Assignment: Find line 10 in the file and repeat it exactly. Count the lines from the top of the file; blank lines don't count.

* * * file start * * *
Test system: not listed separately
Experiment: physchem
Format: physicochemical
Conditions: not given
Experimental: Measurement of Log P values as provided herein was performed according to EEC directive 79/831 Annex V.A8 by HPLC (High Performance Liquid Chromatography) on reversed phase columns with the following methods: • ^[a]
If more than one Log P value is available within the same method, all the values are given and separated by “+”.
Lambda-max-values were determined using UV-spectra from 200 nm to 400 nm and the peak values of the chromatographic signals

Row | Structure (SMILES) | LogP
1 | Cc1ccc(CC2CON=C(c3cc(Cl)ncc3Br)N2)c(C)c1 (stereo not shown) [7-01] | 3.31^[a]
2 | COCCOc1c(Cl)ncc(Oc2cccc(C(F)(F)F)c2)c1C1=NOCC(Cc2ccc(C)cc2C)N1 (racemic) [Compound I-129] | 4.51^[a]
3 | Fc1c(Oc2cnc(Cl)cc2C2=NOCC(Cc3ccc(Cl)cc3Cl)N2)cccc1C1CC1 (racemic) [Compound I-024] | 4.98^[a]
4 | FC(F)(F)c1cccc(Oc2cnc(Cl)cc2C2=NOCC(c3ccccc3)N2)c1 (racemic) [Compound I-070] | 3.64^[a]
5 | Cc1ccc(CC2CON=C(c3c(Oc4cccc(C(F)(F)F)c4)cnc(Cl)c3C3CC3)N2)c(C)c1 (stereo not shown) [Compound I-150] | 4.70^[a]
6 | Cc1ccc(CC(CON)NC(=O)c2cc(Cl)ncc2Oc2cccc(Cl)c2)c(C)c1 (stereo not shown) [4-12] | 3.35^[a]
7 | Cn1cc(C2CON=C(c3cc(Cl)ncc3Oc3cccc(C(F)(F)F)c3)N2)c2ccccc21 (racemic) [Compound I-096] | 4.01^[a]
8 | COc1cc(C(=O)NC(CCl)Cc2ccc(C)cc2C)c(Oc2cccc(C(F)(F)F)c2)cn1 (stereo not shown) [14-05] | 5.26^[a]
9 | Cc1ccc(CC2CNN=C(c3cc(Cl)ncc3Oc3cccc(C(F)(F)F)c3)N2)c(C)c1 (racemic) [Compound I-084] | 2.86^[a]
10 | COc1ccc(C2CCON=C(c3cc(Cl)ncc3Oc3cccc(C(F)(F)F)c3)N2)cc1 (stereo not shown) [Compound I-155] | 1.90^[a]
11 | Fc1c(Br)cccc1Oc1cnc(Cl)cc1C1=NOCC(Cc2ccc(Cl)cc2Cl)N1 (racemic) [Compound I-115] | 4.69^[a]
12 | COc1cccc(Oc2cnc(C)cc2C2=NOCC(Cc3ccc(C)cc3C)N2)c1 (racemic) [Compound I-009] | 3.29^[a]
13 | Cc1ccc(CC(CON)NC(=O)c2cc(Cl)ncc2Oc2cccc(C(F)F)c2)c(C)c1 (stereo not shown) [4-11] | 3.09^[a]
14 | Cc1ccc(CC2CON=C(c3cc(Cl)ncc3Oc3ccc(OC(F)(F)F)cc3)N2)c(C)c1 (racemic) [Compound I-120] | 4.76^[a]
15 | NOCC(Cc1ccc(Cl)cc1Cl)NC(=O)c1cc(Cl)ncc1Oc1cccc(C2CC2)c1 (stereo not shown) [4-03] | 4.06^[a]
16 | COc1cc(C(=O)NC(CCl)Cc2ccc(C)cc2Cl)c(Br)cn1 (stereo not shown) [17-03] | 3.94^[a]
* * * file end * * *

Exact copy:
2 | COCCOc1c(Cl)ncc(Oc2cccc(C(F)(F)F)c2)c1C1=NOCC(Cc2ccc(C)cc2C)N1 (racemic) [Compound I-129] | 4.51^[a]